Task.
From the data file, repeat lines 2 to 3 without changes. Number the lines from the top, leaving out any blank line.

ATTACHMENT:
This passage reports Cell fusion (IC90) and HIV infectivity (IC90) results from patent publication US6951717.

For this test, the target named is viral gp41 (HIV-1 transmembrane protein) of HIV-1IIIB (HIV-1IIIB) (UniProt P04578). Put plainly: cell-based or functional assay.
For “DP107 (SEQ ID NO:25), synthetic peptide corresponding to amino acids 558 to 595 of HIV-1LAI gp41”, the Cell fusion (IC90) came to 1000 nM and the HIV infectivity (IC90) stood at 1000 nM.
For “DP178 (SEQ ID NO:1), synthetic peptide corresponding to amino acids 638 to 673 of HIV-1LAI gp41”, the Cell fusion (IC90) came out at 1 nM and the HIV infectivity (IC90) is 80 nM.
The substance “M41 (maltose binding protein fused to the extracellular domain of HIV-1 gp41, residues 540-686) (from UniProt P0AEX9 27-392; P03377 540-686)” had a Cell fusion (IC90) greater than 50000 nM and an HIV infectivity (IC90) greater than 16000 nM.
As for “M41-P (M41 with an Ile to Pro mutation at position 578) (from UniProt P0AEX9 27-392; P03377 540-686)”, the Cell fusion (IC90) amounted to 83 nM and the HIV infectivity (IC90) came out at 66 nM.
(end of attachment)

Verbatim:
For this test, the target named is viral gp41 (HIV-1 transmembrane protein) of HIV-1IIIB (HIV-1IIIB) (UniProt P04578). Put plainly: cell-based or functional assay.
For “DP107 (SEQ ID NO:25), synthetic peptide corresponding to amino acids 558 to 595 of HIV-1LAI gp41”, the Cell fusion (IC90) came to 1000 nM and the HIV infectivity (IC90) stood at 1000 nM.